December 6, 2012
“The future ain’t what it used to be” –Yogi Berra
Happy Thursday! One of the awesome things about being a realtor and a mortgage guy is there’s a never a shortage of conversations to be had. Whether it’s just small talk at a party, sipping a latte at Starbucks or sharing a 20 second elevator ride, people are usually curious about what the future holds.
The good thing is, I’m honest and upfront—I’ll say something like: “I really don’t know and I doubt anyone does…” However, that said, my approach has never been to try and predict the future, but to observe events taking shape around us right now and thus try and determine what their outcome might mean down the road.
For example, a few weeks ago CMHC (Canadian Mortgage & Housing Corporation) released its 4th quarter Housing Market Outlook to little or no fanfare. As with many of these institutional reports, the made-me-yawn-factor was alive and well. The good thing however, is that lurking within the blah blah blahs were many hidden gems. I`ve extracted 8 trends worth watching as well as a list of potential risks that could derail their unfolding.
Short-term mortgage rates and variable mortgage rates are expected to remain near historically low levels, which will help support housing demand. The outlook’s base assumption is that rates will inevitably remain flat for the remainder of 2012 and rise modestly in 2013.
In the 12 months up until September 2012, employment grew by 1.0 per cent (+174,500), while the unemployment rate stood at 7.4 per cent. Over this period, full-time employment rose 1.1 per cent (+156,800), and part-time rose 0.5 per cent (+17,700). Employment is forecast to grow 1.9 per cent in 2013, which will support Canada’s housing sector.
Relative to those of other countries, Canada’s economy is expected to continue to perform well. Canada is expected to attract more immigrants (net international migration), which will push net migration up and positively impact housing demand in the medium to long term
Growth in incomes is expected to continue, albeit at a moderate pace due to modest economic growth in Canada and global markets. As a result, income will grow slowly in 2013, but still will support housing demand.
Recent changes for government-backed mortgage insurance was squarely focused on moderating housing activity across the nation. What it simply boils down to is that some potential buyers will have to save a larger down payment to offset shorter amortization periods and thus postpone their purchase or consider a less expensive home.
#6. Natural Population
Canada’s low birth rate should lessen the demand for additional housing stock in the medium and longer term. Population aging, however, will impact the type and tenure of housing demanded.
The stock of unoccupied new housing units has been stable in 2012, indicating continued strength in demand for newly completed homes. Moreover, the ratio of the stock of unoccupied new units to population, a simple gauge to assess potential over-building, is close to the historical average. Should the inventory increase substantially, builders may delay or reduce the size of some housing projects. This of course would lead to a sharper-than-expected cooling.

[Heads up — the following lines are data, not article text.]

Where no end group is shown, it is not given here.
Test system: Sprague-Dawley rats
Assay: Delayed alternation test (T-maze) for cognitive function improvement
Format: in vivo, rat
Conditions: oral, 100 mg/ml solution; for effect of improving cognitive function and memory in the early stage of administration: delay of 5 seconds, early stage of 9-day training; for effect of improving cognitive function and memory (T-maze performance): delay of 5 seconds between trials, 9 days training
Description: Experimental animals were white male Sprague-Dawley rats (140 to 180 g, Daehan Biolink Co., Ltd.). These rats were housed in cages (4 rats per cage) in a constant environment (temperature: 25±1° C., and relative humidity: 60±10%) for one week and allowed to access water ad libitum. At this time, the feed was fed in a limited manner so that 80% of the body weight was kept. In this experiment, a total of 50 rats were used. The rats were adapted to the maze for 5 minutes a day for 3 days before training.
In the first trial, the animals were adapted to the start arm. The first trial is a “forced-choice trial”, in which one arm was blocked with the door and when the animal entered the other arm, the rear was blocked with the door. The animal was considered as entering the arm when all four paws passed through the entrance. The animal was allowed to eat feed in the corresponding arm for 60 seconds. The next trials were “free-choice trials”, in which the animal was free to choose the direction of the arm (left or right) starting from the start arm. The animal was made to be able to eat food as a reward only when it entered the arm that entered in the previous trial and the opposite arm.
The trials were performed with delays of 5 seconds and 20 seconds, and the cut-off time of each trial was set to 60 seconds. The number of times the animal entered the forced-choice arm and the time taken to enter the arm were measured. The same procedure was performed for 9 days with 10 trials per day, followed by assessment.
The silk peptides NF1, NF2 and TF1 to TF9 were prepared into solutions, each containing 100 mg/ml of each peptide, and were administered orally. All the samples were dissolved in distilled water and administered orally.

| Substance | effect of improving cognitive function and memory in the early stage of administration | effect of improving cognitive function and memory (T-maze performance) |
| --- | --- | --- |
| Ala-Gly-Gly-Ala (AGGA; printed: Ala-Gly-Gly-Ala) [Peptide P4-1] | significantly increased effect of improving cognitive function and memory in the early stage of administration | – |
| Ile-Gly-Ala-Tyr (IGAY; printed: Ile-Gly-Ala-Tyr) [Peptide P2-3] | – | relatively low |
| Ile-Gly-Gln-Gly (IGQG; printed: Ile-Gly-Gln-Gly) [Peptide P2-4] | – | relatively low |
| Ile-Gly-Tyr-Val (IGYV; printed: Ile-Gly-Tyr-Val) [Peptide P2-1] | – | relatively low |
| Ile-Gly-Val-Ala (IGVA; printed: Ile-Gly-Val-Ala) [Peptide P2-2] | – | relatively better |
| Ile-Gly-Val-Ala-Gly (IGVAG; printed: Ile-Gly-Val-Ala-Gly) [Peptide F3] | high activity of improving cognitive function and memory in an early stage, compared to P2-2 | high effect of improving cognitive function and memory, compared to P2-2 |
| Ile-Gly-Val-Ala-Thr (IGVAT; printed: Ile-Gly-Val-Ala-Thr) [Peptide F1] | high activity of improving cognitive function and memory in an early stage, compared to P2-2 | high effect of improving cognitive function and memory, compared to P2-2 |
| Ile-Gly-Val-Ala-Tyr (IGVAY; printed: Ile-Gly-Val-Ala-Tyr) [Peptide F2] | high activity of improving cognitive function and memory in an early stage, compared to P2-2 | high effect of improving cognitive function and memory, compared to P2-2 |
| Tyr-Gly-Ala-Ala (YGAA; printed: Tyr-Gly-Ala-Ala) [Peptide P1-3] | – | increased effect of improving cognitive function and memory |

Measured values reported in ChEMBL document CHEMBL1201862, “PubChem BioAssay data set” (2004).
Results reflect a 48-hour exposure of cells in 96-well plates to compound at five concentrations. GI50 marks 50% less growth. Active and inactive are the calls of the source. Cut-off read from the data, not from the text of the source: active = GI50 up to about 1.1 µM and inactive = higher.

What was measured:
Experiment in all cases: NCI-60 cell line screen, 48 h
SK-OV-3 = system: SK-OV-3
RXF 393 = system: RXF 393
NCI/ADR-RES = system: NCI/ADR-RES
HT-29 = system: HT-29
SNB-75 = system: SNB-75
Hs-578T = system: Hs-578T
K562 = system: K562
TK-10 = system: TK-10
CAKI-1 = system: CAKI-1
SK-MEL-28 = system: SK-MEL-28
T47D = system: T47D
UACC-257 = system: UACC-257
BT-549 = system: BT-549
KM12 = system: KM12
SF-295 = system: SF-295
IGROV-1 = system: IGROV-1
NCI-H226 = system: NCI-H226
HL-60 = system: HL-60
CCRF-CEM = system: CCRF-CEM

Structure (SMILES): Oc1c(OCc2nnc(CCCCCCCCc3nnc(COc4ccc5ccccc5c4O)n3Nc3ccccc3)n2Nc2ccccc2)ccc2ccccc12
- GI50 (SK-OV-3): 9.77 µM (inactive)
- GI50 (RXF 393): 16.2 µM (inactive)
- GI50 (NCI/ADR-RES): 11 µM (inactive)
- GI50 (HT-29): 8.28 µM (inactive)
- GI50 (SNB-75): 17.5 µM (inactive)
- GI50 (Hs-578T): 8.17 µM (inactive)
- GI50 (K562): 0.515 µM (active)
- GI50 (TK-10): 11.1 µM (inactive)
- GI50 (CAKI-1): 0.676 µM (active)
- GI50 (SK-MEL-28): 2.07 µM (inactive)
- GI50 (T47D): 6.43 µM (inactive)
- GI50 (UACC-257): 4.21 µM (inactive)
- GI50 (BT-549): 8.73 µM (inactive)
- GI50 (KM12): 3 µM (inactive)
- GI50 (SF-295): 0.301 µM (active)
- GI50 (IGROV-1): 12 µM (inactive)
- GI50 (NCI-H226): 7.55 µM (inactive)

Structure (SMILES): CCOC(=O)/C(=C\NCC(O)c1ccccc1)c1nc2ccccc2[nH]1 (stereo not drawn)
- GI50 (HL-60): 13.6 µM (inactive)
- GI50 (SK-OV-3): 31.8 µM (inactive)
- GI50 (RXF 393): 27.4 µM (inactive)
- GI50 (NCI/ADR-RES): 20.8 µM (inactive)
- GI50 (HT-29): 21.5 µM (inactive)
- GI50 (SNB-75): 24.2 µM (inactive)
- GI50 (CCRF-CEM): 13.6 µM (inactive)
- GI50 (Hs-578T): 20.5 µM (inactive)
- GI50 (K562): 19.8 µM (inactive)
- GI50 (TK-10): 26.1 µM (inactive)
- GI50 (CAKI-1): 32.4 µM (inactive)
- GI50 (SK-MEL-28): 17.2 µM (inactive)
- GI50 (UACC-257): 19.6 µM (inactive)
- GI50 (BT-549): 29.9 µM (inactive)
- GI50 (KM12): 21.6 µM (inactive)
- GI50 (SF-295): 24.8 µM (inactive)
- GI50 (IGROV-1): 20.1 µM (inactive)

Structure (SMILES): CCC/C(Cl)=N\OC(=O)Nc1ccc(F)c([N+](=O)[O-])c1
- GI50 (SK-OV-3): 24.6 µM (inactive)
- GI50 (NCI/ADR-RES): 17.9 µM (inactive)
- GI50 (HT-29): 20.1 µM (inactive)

#8. Vacancy Rates
Vacancy rates across Canada’s metropolitan centres are expected to hold steady at 2.2 before declining to 2.0 per cent in 2013, reflecting expectations of modest purpose-built rental construction and strong rental demand due to high immigration. Low vacancy rates are expected to help support the multiple starts housing segment, through expansion of the rented condominium market.
So what are some of the risks?
● A more prolonged period of financial uncertainty in global markets centered on the European sovereign debt crisis as well as a more muted recovery in the U.S. and weaker growth in emerging markets could negatively impact Canada’s net exports and the country’s overall economic outlook. ● Recent levels of housing starts are expected to impact the number of newly completed and unoccupied units inventory in the short term. Should the inventory increase inordinately, builders may delay or reduce the size of some housing projects. This could lead to a sharper-than-expected moderation in housing starts. ● Elevated levels of household debt and house prices in some urban centres have made the country’s economy more vulnerable to some economic shocks. ● If interest rates or unemployment were to increase sharply and significantly, some of the more heavily indebted households could be forced to liquidate some of their assets, including their homes. This could put downward pressure on house prices and, more generally, on housing market activity.
“A weaker outlook for global economic conditions and the waning of the effect of pre-sales from late 2010 and early 2011, which contributed to support multi-family starts this year, will bring moderation in housing starts next year.
Nevertheless, employment growth and net migration will help support housing starts activity going forward,” said Mathieu Laberge, Deputy Chief Economist for CMHC.
“The average MLS® price is forecast to be between $363,200 and $367,000 in 2012 and between $363,100 and $377,900 in 2013. CMHC’s point forecast for the average MLS® price calls for a 0.2 per cent gain to $365,100 for 2012 and a 1.5 per cent gain to $370,500 for 2013.“